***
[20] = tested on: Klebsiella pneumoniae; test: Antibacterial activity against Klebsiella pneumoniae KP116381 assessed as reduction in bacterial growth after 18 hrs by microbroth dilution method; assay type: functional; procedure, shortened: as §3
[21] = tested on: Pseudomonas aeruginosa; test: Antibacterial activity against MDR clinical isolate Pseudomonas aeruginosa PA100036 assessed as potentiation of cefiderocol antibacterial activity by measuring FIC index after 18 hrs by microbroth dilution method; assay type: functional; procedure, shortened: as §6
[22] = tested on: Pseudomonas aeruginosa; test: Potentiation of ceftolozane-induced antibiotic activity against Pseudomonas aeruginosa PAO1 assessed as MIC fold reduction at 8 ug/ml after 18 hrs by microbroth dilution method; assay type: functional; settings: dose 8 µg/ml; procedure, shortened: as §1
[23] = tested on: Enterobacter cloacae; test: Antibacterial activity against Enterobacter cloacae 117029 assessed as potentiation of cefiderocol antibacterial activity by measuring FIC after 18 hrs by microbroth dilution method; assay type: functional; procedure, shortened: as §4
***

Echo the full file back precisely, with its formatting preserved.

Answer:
[20] = tested on: Klebsiella pneumoniae; test: Antibacterial activity against Klebsiella pneumoniae KP116381 assessed as reduction in bacterial growth after 18 hrs by microbroth dilution method; assay type: functional; procedure, shortened: as §3
[21] = tested on: Pseudomonas aeruginosa; test: Antibacterial activity against MDR clinical isolate Pseudomonas aeruginosa PA100036 assessed as potentiation of cefiderocol antibacterial activity by measuring FIC index after 18 hrs by microbroth dilution method; assay type: functional; procedure, shortened: as §6
[22] = tested on: Pseudomonas aeruginosa; test: Potentiation of ceftolozane-induced antibiotic activity against Pseudomonas aeruginosa PAO1 assessed as MIC fold reduction at 8 ug/ml after 18 hrs by microbroth dilution method; assay type: functional; settings: dose 8 µg/ml; procedure, shortened: as §1
[23] = tested on: Enterobacter cloacae; test: Antibacterial activity against Enterobacter cloacae 117029 assessed as potentiation of cefiderocol antibacterial activity by measuring FIC after 18 hrs by microbroth dilution method; assay type: functional; procedure, shortened: as §4